In addition, Government will evolve tough measures to deal with the abuse of town planning, land use and environmental laws. We have to take painful but necessary measures to demolish houses erected on the moat and other natural drainage paths.

6.3. Education
Mr. Speaker, the next major area of focus this fiscal year is primary and post-primary education, which attracts over N5 billion. To arrest the systemic decay in our school system requires massive investments on infrastructures in the short term. Our contract with Edo people in the area of education is that we must give our children the quality of education that will ultimately enable them to break out of the poverty cycle. Consistent with our resolve to reform the public school system, we will embark on the construction and furnishing of new standard classrooms in the 18 local governments. Funds have also been allocated to commence the establishment of a model primary and secondary school in each local government area and two in Oredo local government area. The administration will rehabilitate and furnish existing classrooms all over the state.

From this amount, Government will equip and reinvent the inspectorate arm of the Ministry of Education in our quest to improve standards in the public schools on a sustained basis.

Another N1 billion has been set aside for some of the capital requirements of the Ambrose Ali University. This is in addition to the allocations for capital projects in the other state-owned higher institutions. In the course of the year, we will finalise discussions with the authorities, staff and students of these higher institutions on how to deal with their capital requirements on a holistic basis in subsequent budget years.

The total allocation to education, therefore, is N6.5 billion, which is more than a 300% increase over the preceding year.

6.4. Health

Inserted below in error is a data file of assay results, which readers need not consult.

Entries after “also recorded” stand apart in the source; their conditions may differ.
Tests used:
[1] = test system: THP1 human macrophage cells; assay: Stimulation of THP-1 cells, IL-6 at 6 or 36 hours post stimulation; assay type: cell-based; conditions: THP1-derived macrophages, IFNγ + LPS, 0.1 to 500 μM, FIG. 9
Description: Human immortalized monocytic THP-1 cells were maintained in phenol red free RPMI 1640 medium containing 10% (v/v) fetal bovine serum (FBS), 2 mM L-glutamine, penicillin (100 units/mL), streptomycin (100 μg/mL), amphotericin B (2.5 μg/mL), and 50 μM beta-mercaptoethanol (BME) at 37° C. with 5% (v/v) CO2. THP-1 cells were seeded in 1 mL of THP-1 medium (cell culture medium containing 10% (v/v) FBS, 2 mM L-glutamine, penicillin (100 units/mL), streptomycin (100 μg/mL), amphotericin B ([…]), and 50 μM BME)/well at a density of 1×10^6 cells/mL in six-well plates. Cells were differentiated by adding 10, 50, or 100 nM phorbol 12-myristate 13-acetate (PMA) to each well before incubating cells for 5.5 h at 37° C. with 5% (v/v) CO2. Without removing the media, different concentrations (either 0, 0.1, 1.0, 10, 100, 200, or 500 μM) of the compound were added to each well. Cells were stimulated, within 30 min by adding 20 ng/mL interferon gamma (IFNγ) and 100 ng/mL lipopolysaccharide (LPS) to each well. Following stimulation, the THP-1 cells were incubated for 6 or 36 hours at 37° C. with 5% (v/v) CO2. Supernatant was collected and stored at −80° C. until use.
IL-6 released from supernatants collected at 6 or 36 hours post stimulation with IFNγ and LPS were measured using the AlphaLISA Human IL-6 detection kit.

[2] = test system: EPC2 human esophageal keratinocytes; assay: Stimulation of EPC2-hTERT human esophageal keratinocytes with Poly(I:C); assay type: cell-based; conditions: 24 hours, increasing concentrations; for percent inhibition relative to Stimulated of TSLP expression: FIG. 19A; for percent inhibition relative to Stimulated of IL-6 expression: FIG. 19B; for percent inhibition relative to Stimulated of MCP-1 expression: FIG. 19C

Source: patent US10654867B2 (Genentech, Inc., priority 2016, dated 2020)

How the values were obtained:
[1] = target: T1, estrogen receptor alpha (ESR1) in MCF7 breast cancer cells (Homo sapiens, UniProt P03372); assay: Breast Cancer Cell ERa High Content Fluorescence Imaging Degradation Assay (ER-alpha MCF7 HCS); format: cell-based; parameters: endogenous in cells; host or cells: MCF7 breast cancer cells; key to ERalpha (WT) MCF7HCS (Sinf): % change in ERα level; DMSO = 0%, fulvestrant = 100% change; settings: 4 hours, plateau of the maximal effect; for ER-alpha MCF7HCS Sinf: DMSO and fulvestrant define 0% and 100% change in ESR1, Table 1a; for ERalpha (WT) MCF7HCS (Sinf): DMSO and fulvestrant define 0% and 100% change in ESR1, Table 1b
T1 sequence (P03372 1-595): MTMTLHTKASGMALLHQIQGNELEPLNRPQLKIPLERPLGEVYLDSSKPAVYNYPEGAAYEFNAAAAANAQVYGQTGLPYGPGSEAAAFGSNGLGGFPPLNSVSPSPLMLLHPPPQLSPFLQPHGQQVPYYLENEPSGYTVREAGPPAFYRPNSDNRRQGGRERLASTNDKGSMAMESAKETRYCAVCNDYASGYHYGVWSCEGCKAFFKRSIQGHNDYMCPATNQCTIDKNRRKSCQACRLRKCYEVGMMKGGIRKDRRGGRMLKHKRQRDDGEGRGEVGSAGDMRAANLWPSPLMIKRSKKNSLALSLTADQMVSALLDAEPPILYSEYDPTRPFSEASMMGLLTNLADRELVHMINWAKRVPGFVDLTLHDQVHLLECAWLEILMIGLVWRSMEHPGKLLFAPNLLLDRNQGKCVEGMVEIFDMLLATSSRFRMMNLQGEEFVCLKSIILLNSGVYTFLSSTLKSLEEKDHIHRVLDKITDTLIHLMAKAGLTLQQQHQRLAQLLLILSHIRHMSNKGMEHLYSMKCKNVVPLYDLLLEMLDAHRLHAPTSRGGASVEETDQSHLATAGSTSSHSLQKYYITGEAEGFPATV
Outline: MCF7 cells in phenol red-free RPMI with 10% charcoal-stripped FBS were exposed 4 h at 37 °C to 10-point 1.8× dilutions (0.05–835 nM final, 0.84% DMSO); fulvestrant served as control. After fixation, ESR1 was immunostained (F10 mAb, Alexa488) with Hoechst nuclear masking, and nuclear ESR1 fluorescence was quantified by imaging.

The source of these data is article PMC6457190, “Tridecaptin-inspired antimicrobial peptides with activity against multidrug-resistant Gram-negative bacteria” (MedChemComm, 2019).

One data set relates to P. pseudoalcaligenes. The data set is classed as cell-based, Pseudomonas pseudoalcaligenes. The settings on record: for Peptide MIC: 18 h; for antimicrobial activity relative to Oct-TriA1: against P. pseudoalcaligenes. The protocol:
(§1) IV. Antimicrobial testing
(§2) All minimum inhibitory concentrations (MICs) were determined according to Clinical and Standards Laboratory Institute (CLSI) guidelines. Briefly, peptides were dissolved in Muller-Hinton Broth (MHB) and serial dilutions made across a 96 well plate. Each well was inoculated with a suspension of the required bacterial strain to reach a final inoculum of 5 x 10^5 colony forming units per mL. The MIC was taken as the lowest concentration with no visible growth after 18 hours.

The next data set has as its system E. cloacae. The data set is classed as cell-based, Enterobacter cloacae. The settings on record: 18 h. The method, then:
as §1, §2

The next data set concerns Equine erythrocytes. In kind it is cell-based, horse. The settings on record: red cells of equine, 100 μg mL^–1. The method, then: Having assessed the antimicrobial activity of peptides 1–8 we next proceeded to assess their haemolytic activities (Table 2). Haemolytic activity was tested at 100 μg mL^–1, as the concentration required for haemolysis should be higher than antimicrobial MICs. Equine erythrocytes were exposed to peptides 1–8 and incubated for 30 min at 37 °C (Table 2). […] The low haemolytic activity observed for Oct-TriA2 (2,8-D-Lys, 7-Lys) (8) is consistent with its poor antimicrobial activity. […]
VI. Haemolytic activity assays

Mr. Speaker, this administration is determined to give effect to our commitment to provide quality curative and preventive care in order to improve the health status of our population. This year, Government will commence with the comprehensive rehabilitation of the Central Hospitals in Auchi, Benin City and Uromi.

As in other sectors, the severity of the crisis in the healthcare delivery system cannot be tackled in one budget year. However, we believe that with the allocation of N1.74 this year, we shall make substantial impact that can be built on in the subsequent fiscal dispensations.

6.5. Security,
This administration will continue to make efforts to guarantee the security of lives and property. In this respect, we will continue to support the Edo State Police with the means to combat crime.

Furthermore, Government is currently engaging the leadership of the Edo State Police Command on operational modalities for the establishment of a rapid intervention squad.

The security challenge requires partnership with the private sector. Therefore, this administration will launch the Edo State Security Trust Fund which will be jointly managed by Government and the

Private Sector.

Mr. Speaker, a fundamental element of our security strategy is the mass employment programme, for which provision has been made in the budget. Even our security chiefs in the State Security Council fully agree with me that the most viable and sustainable means to fight crime is secured employment for the mass of our people, especially the youths.

6.6. Administration of Justice

Mr. Speaker, if we must guarantee access to justice and truly promote the rule of law, the challenge is to give infrastructural empowerment to the judiciary. This administration will commence this process this fiscal year with the renovation of the State high court complex in Benin, renovation of magistrate courts all over the state and construction of some quarters for judges and magistrates.

6.6. Mass Transit